What causes acne? How common is it? Can you moisturise acne-prone skin? Melanie Murphy puts your acne questions to consultant dermatologist Dr Niki Ralph, to help us understand more about our blemishes and what we can do to treat them.
Melanie Murphy: Hello my Internet family! So welcome back for another video and this is a bit of a different one but it’s really, really, exciting. I got to team up with one of my favourite brands ever which you guys know, La Roche-Posay, and I got to interview an actual dermatologist.
Her name is Dr Niki Ralph. So you guys may or may not know that I have shared a lot about my own personal journey and struggles with acne on my channel. Because I’m not an expert myself, I really wanted to ask Niki some of my most frequently asked questions from YouTube and also some direct questions for her from you guys on Twitter.
Seeing a dermatologist can be really difficult for a lot of people, especially if they’re younger because it’s expensive and there can be really long waiting lists as well. So I really hope that you guys enjoy this video; it’s packed with really valuable information and I’m just really grateful that I got to do this interview with La Roche-Posay and share with you guys. So roll on the video!
What are the main causes of acne?
Melanie Murphy: So Niki, you’re the perfect person for me to have here because I find it easy to talk about my own struggles and experiences but I know that it’s different for a lot of my viewers and everyone experiences acne quite differently. One of the most common things I get asked is “What are the main causes of acne?”
Dr Niki Ralph: Well I suppose there isn’t one cause, that’s the first thing to say; it can happen at any age in your life but the commonest time in your life that it happens is at puberty. Hormones change, which then has a direct effect on the skin. So you have increased androgens, it causes increased sebum production, or your oil production. So you notice straight away you have greasier skin or oilier skin. Then that leads to a problem with blocking your follicles and that gives you your inflammation or the red spots that you see. But basically the primary lesions of acne is the blackhead; it’s called a comedone, that’s the proper name for it, but that’s your blocked pore. Then you get your bacteria on top of that which leads to your white spot, which is a collection of your dead skin cells essentially. They can’t be shed properly from your follicles and that’s your blocked pore and then you end up with your puss bump or your red bump which are the spots that you see.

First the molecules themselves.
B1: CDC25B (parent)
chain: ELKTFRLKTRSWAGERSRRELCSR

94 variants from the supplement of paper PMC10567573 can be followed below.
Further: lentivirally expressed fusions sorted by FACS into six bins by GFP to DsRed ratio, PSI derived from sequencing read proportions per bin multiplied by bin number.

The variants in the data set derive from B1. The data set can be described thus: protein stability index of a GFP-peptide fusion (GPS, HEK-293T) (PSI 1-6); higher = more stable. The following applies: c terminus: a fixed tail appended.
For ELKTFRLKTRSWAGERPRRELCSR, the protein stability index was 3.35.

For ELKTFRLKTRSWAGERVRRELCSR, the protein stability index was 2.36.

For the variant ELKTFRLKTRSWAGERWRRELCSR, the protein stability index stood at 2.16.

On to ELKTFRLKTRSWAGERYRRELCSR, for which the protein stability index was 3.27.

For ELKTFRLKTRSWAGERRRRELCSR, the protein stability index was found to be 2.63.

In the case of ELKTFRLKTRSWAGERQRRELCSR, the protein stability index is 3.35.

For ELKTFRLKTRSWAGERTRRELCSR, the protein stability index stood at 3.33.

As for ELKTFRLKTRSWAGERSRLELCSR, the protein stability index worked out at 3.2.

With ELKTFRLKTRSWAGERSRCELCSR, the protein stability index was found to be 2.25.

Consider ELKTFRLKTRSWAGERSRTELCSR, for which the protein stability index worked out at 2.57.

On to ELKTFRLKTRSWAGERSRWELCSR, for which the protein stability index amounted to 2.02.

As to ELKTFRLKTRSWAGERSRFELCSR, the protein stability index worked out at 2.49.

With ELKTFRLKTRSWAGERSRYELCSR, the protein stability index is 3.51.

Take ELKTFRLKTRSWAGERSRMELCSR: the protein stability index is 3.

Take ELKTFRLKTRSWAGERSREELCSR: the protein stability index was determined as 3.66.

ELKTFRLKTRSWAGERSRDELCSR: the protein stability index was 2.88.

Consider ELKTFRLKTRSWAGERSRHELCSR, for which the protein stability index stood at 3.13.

Melanie: Okay, and then so is that why they often say like, various lifestyle factors will cause acne. It’s actually because it’s affecting your hormones in the first place?
Niki: For some people they’re just going to get acne; it doesn’t matter what they do in their lifestyle. There are things that you can change in your lifestyle that can help, but if you have severe acne, you have severe acne. That happens in teenager years, you can’t change that, and with time they tend to level themselves out but not for everyone. So some people then go on into their 20s and 30s and they may still have acne. But for the majority of people it’s the teenage years that are the most problematic years.
How common is acne?
Melanie: And I guess another one that I’m always constantly asked is “How common is acne?”. Because I think people do feel very isolated and alone in it and like you would know the actually statistics of this so…
Niki: Roughly 80-85% of teenagers at some point in their teenage years, which they roughly categorise between 13 and 18, would suffer with acne. And about 30% of those teenagers would have sufficient enough acne to warrant medical treatment. So that’s quite a big proportion of them done.
Melanie: That’s substantial. It’s more common to have it than not have it!
Melanie: On that subject I’d love to talk a bit about the psychological side of having acne because I feel like that’s something that’s not talked about.
Niki: Sometimes people don’t actually tell me, they just come in and say “I want treatment for my acne”. But you almost have to build up a relationship with them before you find out how much of an impact it’s having on their self-esteem, their self-image, things like that. Sometimes you can tell the minute they walk in the door because they styled their hair in such a way that…
Melanie: I used to do that!
Niki: …that it goes across their face or sometimes they make absolutely no eye contact until I sometimes put them on treatment and then with months into it, they walk in the door and their head is held high and then you know that the treatment is working and it’s had a huge impact on their self-image.
Melanie: Something I think a lot of people are afraid of when they have acne is adding moisture to their already oily skin. So is there a particular reason why it’s really important to use moisturisers and serums and stuff when your skin is acne-prone?
Niki: Yeah, so I suppose when you have acne, you tend to wash your face, sometimes a little bit too frequently for people. Because you think if you just keep washing, you get rid of all that oil, but it’s still important that before you go to bedtime, you would wash your face. Then you’re essentially getting rid of that oil and drying things out a little bit. So it is important that you would then use a moisturiser to replace the moisture that you’ve washed away essentially.
It’s also important not to over wash as I said, because your body will then be stimulated to produce more oil. So if you use products that are a little bit too harsh, too much alcohol contained in them, things like that, then that stimulates your sebum production or your oil production so you have to be a little bit careful with that. There are tried and tested products on the market so the La Roche-Posay Effaclar range, Effaclar Duo specifically is not just available to be used in conjunction with other acne treatments, you can actually use it as a moisturiser and it will provide a nice base for your makeup if you then want to wear makeup on top of it.